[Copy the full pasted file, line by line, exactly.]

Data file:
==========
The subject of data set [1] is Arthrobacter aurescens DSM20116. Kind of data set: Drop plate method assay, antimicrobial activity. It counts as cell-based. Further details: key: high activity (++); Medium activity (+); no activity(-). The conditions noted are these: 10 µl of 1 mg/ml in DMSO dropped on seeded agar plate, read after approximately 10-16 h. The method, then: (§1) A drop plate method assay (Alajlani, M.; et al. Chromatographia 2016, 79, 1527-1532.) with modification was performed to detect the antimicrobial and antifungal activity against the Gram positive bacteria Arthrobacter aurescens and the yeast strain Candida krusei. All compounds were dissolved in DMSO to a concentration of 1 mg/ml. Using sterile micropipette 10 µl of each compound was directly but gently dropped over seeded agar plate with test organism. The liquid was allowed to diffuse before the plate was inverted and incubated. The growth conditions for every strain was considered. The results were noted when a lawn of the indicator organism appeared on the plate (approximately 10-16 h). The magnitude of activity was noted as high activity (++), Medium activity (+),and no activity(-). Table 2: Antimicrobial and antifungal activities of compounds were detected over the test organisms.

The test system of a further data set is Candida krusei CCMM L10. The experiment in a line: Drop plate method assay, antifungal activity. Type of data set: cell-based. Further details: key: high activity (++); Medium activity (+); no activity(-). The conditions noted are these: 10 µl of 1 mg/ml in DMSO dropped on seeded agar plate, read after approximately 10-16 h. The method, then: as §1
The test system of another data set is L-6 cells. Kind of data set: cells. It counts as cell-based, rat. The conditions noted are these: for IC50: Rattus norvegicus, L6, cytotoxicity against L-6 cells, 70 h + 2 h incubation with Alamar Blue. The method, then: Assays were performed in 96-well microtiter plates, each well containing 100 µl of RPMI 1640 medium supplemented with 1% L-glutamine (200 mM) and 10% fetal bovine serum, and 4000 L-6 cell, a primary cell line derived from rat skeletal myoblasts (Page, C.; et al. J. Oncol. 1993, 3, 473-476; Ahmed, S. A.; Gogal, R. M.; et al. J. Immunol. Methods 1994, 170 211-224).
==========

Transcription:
The subject of data set [1] is Arthrobacter aurescens DSM20116. Kind of data set: Drop plate method assay, antimicrobial activity. It counts as cell-based. Further details: key: high activity (++); Medium activity (+); no activity(-). The conditions noted are these: 10 µl of 1 mg/ml in DMSO dropped on seeded agar plate, read after approximately 10-16 h. The method, then: (§1) A drop plate method assay (Alajlani, M.; et al. Chromatographia 2016, 79, 1527-1532.) with modification was performed to detect the antimicrobial and antifungal activity against the Gram positive bacteria Arthrobacter aurescens and the yeast strain Candida krusei. All compounds were dissolved in DMSO to a concentration of 1 mg/ml. Using sterile micropipette 10 µl of each compound was directly but gently dropped over seeded agar plate with test organism. The liquid was allowed to diffuse before the plate was inverted and incubated. The growth conditions for every strain was considered. The results were noted when a lawn of the indicator organism appeared on the plate (approximately 10-16 h). The magnitude of activity was noted as high activity (++), Medium activity (+),and no activity(-). Table 2: Antimicrobial and antifungal activities of compounds were detected over the test organisms.

The test system of a further data set is Candida krusei CCMM L10. The experiment in a line: Drop plate method assay, antifungal activity. Type of data set: cell-based. Further details: key: high activity (++); Medium activity (+); no activity(-). The conditions noted are these: 10 µl of 1 mg/ml in DMSO dropped on seeded agar plate, read after approximately 10-16 h. The method, then: as §1
The test system of another data set is L-6 cells. Kind of data set: cells. It counts as cell-based, rat. The conditions noted are these: for IC50: Rattus norvegicus, L6, cytotoxicity against L-6 cells, 70 h + 2 h incubation with Alamar Blue. The method, then: Assays were performed in 96-well microtiter plates, each well containing 100 µl of RPMI 1640 medium supplemented with 1% L-glutamine (200 mM) and 10% fetal bovine serum, and 4000 L-6 cell, a primary cell line derived from rat skeletal myoblasts (Page, C.; et al. J. Oncol. 1993, 3, 473-476; Ahmed, S. A.; Gogal, R. M.; et al. J. Immunol. Methods 1994, 170 211-224).